Free/Private – Dubai
The competition for power has become more evident in Sudan, in light of the ongoing armed fighting between the army and the Rapid Support Forces.
On Thursday, the commander of the Rapid Support Forces, Mohamed Hamdan Dagalo, known as “Hemedti,” threatened to form a “ruling political authority” in the areas controlled by his forces, “if his opponents in the army form a government.”
But the possibility of applying this idea on the ground, in light of the continuing fighting in the capital, Khartoum, and other cities in the African country, remains in question.
Analysts believe that “it is difficult to establish a civilian authority affiliated with the Rapid Support Forces,” and that “the scenario of having two governments in Sudan, as is the case in Libya, remains unlikely.”
Hemedti threatens to form a civil authority in areas controlled by his forces in Sudan
The commander of the Sudanese Rapid Support Forces, Mohamed Hamdan Dagalo, said in a recorded speech on Thursday that his forces will begin consultations to form a civil authority in the areas under their control if Sudanese army commander Abdel Fattah al-Burhan continues “to claim false legitimacy,” according to what Reuters reported.
Sudanese researcher, Muhammad Torshin, said that it is “difficult” to establish political rule for the Rapid Support Forces in the country, “given that they did not actually control large-scale areas.”
Speaking to Al-Hurra website, Torshin added that “military deployment cannot achieve civilian authority, which is represented by state institutions and other governmental interests.”
He continued: “The deployment does not actually mean that it is controlling the lands and government headquarters,” adding that these statements aim to “try to put as much pressure as possible on the army and the Sovereignty Council.”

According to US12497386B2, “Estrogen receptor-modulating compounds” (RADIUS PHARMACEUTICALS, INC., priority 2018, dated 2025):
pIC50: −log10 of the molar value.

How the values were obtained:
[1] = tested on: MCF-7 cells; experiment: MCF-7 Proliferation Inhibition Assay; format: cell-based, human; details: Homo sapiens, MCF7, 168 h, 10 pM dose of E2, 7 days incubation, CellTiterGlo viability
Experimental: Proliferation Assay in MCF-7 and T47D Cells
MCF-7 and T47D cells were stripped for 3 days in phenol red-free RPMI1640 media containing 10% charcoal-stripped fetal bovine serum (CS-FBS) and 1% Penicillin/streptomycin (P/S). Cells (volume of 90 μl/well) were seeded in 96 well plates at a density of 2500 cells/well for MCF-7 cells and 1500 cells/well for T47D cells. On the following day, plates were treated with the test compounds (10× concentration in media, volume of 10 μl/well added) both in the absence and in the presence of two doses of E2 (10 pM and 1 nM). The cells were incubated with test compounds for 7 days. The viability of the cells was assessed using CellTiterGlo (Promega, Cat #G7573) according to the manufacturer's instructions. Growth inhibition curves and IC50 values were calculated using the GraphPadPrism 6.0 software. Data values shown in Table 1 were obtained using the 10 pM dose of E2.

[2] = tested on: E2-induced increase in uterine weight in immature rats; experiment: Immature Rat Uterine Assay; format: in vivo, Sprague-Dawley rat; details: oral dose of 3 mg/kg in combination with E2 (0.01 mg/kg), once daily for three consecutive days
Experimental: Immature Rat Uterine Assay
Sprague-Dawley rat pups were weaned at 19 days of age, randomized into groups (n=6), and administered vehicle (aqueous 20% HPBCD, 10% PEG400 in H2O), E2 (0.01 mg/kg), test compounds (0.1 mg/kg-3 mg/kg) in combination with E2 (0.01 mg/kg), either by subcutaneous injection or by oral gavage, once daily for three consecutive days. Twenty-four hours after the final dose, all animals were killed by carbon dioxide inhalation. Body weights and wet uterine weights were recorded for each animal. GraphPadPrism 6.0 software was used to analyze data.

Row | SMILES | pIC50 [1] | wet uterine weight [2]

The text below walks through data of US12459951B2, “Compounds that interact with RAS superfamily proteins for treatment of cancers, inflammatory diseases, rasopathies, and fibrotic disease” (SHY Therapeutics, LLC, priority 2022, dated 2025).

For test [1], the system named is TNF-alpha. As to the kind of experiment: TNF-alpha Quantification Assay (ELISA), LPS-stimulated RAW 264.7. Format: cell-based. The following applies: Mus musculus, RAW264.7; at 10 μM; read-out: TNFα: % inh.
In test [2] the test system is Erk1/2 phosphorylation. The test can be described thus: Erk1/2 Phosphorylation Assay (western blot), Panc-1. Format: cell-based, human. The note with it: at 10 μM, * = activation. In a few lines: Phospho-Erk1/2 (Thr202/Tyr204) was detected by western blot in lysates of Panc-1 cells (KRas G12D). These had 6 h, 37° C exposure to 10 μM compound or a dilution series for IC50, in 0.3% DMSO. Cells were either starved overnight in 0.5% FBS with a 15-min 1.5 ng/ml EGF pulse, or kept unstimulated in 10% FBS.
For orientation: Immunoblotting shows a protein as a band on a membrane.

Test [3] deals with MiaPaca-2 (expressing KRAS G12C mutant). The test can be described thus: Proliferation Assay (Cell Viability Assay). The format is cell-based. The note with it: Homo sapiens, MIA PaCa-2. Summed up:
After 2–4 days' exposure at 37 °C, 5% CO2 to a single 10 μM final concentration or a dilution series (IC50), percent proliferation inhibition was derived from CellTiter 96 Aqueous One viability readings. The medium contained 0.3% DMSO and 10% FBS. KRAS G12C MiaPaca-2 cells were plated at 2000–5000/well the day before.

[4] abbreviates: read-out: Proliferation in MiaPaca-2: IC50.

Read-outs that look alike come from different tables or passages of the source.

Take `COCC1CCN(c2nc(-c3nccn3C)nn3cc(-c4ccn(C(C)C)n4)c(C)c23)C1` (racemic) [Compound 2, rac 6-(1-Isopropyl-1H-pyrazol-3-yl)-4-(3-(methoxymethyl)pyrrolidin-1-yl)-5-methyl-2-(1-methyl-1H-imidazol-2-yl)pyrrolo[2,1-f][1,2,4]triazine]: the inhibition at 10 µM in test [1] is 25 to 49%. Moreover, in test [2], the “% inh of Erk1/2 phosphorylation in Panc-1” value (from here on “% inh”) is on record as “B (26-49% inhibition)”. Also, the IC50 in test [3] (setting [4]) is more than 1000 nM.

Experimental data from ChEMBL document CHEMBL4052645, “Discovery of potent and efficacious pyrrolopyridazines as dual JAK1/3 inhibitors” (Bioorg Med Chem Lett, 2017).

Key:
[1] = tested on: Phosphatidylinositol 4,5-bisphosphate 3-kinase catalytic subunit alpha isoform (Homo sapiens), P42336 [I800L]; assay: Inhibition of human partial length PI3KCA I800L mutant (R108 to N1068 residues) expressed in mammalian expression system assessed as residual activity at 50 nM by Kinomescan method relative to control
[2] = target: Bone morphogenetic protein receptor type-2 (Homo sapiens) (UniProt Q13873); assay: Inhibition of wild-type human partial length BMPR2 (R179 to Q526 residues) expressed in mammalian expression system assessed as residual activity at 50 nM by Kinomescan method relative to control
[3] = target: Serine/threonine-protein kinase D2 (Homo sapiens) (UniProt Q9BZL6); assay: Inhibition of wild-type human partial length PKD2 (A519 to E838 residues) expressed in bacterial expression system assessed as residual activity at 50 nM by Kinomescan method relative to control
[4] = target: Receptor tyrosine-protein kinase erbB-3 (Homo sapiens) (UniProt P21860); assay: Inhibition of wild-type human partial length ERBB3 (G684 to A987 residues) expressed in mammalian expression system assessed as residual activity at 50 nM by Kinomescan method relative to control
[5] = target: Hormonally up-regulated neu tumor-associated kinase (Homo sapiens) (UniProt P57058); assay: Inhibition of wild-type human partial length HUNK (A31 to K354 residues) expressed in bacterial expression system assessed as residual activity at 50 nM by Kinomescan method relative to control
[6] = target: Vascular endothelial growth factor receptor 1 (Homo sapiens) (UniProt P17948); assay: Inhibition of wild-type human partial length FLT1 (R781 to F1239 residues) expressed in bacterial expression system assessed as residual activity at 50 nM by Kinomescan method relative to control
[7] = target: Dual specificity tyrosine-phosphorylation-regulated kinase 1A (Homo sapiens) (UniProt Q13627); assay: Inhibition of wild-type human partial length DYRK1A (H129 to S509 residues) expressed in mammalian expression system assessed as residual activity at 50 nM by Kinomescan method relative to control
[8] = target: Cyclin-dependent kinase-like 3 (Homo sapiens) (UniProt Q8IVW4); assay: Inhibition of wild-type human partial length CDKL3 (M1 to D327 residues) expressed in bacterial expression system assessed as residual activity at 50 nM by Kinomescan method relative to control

Since the start of the clashes in mid-April, neither side has achieved significant field progress at the expense of the other. The Rapid Support Forces control residential neighborhoods in the capital, while the army resorts to air force and artillery shelling to confront them.
Dagalo said in statements reported by Reuters on Thursday: “If this situation continues or the remnants form a government, we will immediately initiate broad consultations to form a real authority in the areas of our wide and extended control, whose capital will be the national capital, Khartoum, and we will not allow the creation of an alternative capital.”
Dagalo added, “Burhan’s formation of a government based in Port Sudan means that we are heading towards scenarios that occurred in other countries, with two parties controlling different regions in one country.”
In this context, Ibrahim Nasser, head of the Platform for Security Studies and Peace Research, a media network focusing on Sudanese issues based in the Turkish capital, Ankara, said, “Hemedti cannot form a city government.”
He added in his interview with Al-Hurra website: “Hemedti wanted to block Burhan’s path to forming a government.”
Perthes left office
Warning of a “civil war”… resignation of the United Nations envoy to Sudan
The UN Secretary-General’s envoy to Sudan, Volker Perthes, announced his resignation from his position on Wednesday, warning of the risk of the conflict turning into a “civil war,” months after he was classified as an undesirable person by the authorities in Khartoum.